|Frank and Aunt Bo a couple of years ago, at the organ|
I couldn't make the funeral, as it was 1,200 miles away and on the Jewish Sabbath, which I observe. Aunt Bo wasn't Jewish, though she'd been married to my Uncle Milt, who passed away in 1983, for 52 years.
Our family's claim to Jewish fame was that my grandfather, the father of Uncle Milt and my dad, founded the first Jewish newspaper in Southern California, in 1897. At that time, there was a small Orthodox Jewish community in Boyle Heights but the choice of most Jews in the Southland was Reform Judaism, a branch that had developed in Germany as an embrace of the Enlightenment only a few decades earlier.
Jews in nascent Southern California tended to cluster in Santa Ana, the community where as a young man my grandfather began his paper. He brought his enterprise to LA when Wilshire Boulevard Temple was built, a magnificent structure that rivalled the grandeur of any church. Previously, it was called Temple B'nai Br'ith (temple of the children of the covenant), and so when my grandfather started his paper, he called it The B'nai Br'ith Messenger.
It was through the publication's non-Jewish advertising saleswoman, Byrdie Baker, that my uncle met her daughter, Bo. The dynamic Byrdie, who eventually rose to editor, was frail and old in my memories, a fixture at early family holidays, along with her second daughter, my Aunt Fern, whose son had been a famous singer in the 40's and had died before the 50's began. Talking about Ernie (Fern's son) seemed taboo, so I never learned about his untimely death, though in Aunt Fern's home hung a large photo of the handsome youth, hair slicked back, at a large microphone that said CBS.
Aunt Bo spent her working life at a desk at a local small business that sold tools, doing their accounting. She managed to obtain some jeweler's pliers and wire cutters for me, when I was in my teenaged jewelry-making phase. I never asked her about her worklife, about who sat at the other few desks, or whether she enjoyed the job. My uncle Milt was a traveling salesman, representing a company that manufactured cake decorations. You know, those little plastic ponies, birthday-candle holders, flowers and brides and grooms. He had a big case of samples he toted in his Southern California territory, and was always home on weekends.
On Sundays, my family drove the familiar 10-minute route to Aunt Bo and Uncle Milt's house for bar-be-ques, where hamburgers sizzled on a kettle grill with buns singed to perfect brown. In those days, a healthy meal always contained meat, and no one disparaged the hot dogs blackened on one side to what we now consider a carcinogenic char. I recall that my entire childhood was punctuated by these weekly patio meals at either Uncle Milt's or our own home, a custom my two younger siblings and I accepted as the rather boring norm.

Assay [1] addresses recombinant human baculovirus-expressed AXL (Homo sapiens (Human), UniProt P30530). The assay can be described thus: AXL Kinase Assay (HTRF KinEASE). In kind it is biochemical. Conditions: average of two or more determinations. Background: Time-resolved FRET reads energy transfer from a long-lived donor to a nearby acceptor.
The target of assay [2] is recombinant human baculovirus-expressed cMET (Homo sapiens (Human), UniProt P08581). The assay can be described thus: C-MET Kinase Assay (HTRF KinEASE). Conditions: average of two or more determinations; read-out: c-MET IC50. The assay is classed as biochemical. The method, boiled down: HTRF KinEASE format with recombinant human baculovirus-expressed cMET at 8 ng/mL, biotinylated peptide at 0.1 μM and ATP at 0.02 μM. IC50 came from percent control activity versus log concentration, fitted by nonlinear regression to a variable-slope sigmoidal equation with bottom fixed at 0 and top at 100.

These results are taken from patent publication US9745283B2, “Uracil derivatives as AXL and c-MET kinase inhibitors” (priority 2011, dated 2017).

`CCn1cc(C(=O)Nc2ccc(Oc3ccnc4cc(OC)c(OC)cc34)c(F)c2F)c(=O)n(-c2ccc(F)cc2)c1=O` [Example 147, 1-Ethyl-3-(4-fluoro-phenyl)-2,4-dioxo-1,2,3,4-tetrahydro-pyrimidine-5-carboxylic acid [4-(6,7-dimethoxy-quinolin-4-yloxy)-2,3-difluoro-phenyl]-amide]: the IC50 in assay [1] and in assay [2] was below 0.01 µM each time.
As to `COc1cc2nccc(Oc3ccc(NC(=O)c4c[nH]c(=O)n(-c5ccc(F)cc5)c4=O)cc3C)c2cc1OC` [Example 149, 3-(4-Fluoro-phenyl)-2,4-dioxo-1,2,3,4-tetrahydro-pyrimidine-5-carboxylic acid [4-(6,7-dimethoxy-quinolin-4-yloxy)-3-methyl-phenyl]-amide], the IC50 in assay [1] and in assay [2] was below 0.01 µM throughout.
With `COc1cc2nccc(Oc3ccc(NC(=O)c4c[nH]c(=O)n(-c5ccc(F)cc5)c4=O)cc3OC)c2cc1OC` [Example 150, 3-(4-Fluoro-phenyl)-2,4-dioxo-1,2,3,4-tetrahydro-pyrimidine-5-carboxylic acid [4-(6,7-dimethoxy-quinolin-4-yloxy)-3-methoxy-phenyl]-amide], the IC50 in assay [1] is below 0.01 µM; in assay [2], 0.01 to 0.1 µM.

My aunt and uncle never had children, an aberration then, though it was whispered that Aunt Bo had suffered four miscarriages. As the years passed and they moved into retirement, they travelled locally and took great pleasure in their social clubs, Sciots, an Egyptian-themed division of the Masons, and its women's counterpart, the Zag-a-Zigs, which provided its series of parties and meetings, the friendship network of their lives.
After my uncle's heart problems worsened and he passed away, I recall sitting at his funeral, the first and only I've attended with the coffin open. It was so peculiar to see dear Uncle Milt lying there, looking perfectly normal, as if asleep. I was told that my Aunt Bo, too, wanted to be "viewed."
In the last several years I've taken several videos of Frank entertaining my children and me with his tales. Aunt Bo was conversational, but let Frank hold the limelight. Each time we'd ask the secret to their longevity, they'd answer in unison with a smile: "Keep breathin'!" Aunt Bo would inquire about everyone's activities, and tick off her own calendar items, though in the last year a fall suffered while getting out of bed to go to the bathroom left her with a fractured femur (successfully repaired in surgery) but unable to really walk.
The inclination is to ascribe import to the very unusual situation of two extremely elderly people living independently, flouting the odds by their very existence together. But my Aunt Bo and the two men in her life were plain people, unremarkable except for their mere physical tenacity. Everyone who lives is loved; every person allots his time to activities of one sort or another. Aunt Bo spent forty years at a desk in a windowless office, and enjoyed having friends sit at her home bar sipping cocktails. She liked playing the organ and making padded hangers as a Zag-a-Zigs charitable project. She loved her garden and noticed every rose. She was pleasant and cheerful and had no explanation for her longevity other than she kept living, noting, "it's better than the alternative!"
She wasn't particularly religious, though she went to her neighborhood church sporadically; she wasn't especially political (though a lifelong conservative) or excited by any field of academics or studies. She was competent, ran her affairs, was kind and generous to her friends and family. She was one thread in the fabric of Los Angeles, and outlived nearly everyone she knew.
Rest in peace, dear Aunt Bo.